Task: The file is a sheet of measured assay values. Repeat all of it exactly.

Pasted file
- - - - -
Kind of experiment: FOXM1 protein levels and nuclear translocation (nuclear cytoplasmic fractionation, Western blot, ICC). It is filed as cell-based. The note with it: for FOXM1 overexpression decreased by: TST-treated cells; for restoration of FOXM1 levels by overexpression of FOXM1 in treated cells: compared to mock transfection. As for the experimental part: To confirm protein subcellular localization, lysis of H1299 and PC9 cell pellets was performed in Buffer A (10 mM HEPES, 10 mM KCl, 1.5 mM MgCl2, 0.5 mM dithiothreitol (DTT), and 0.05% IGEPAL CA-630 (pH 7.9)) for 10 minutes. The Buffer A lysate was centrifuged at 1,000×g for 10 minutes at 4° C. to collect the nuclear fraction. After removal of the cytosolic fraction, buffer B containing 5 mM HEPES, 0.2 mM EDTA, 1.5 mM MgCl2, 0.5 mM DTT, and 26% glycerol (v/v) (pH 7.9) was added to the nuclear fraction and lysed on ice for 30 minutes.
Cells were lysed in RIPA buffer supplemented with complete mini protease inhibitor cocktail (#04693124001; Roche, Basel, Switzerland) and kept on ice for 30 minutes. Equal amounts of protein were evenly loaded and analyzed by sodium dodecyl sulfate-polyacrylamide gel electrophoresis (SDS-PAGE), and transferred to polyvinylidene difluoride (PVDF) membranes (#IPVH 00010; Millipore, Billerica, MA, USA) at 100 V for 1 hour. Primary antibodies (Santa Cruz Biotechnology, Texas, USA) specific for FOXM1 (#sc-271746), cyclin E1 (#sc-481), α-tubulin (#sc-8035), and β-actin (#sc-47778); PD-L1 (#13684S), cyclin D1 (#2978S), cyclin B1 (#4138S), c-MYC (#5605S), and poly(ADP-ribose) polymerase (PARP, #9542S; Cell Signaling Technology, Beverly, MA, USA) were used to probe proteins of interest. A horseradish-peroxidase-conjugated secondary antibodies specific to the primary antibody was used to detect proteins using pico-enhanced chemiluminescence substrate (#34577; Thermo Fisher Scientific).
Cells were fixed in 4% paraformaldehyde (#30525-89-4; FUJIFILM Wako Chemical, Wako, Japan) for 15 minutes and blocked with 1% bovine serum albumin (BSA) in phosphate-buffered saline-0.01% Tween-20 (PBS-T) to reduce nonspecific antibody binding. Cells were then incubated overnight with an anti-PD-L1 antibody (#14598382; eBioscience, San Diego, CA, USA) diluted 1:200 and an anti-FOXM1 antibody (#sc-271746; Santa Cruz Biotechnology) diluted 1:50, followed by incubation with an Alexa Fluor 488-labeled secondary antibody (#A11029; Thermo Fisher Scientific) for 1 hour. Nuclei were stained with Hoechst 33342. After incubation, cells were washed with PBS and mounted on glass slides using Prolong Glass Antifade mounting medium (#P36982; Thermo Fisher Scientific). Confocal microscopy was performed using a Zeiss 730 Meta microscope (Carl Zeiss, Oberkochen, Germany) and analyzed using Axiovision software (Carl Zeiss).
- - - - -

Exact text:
Kind of experiment: FOXM1 protein levels and nuclear translocation (nuclear cytoplasmic fractionation, Western blot, ICC). It is filed as cell-based. The note with it: for FOXM1 overexpression decreased by: TST-treated cells; for restoration of FOXM1 levels by overexpression of FOXM1 in treated cells: compared to mock transfection. As for the experimental part: To confirm protein subcellular localization, lysis of H1299 and PC9 cell pellets was performed in Buffer A (10 mM HEPES, 10 mM KCl, 1.5 mM MgCl2, 0.5 mM dithiothreitol (DTT), and 0.05% IGEPAL CA-630 (pH 7.9)) for 10 minutes. The Buffer A lysate was centrifuged at 1,000×g for 10 minutes at 4° C. to collect the nuclear fraction. After removal of the cytosolic fraction, buffer B containing 5 mM HEPES, 0.2 mM EDTA, 1.5 mM MgCl2, 0.5 mM DTT, and 26% glycerol (v/v) (pH 7.9) was added to the nuclear fraction and lysed on ice for 30 minutes.
Cells were lysed in RIPA buffer supplemented with complete mini protease inhibitor cocktail (#04693124001; Roche, Basel, Switzerland) and kept on ice for 30 minutes. Equal amounts of protein were evenly loaded and analyzed by sodium dodecyl sulfate-polyacrylamide gel electrophoresis (SDS-PAGE), and transferred to polyvinylidene difluoride (PVDF) membranes (#IPVH 00010; Millipore, Billerica, MA, USA) at 100 V for 1 hour. Primary antibodies (Santa Cruz Biotechnology, Texas, USA) specific for FOXM1 (#sc-271746), cyclin E1 (#sc-481), α-tubulin (#sc-8035), and β-actin (#sc-47778); PD-L1 (#13684S), cyclin D1 (#2978S), cyclin B1 (#4138S), c-MYC (#5605S), and poly(ADP-ribose) polymerase (PARP, #9542S; Cell Signaling Technology, Beverly, MA, USA) were used to probe proteins of interest. A horseradish-peroxidase-conjugated secondary antibodies specific to the primary antibody was used to detect proteins using pico-enhanced chemiluminescence substrate (#34577; Thermo Fisher Scientific).
Cells were fixed in 4% paraformaldehyde (#30525-89-4; FUJIFILM Wako Chemical, Wako, Japan) for 15 minutes and blocked with 1% bovine serum albumin (BSA) in phosphate-buffered saline-0.01% Tween-20 (PBS-T) to reduce nonspecific antibody binding. Cells were then incubated overnight with an anti-PD-L1 antibody (#14598382; eBioscience, San Diego, CA, USA) diluted 1:200 and an anti-FOXM1 antibody (#sc-271746; Santa Cruz Biotechnology) diluted 1:50, followed by incubation with an Alexa Fluor 488-labeled secondary antibody (#A11029; Thermo Fisher Scientific) for 1 hour. Nuclei were stained with Hoechst 33342. After incubation, cells were washed with PBS and mounted on glass slides using Prolong Glass Antifade mounting medium (#P36982; Thermo Fisher Scientific). Confocal microscopy was performed using a Zeiss 730 Meta microscope (Carl Zeiss, Oberkochen, Germany) and analyzed using Axiovision software (Carl Zeiss).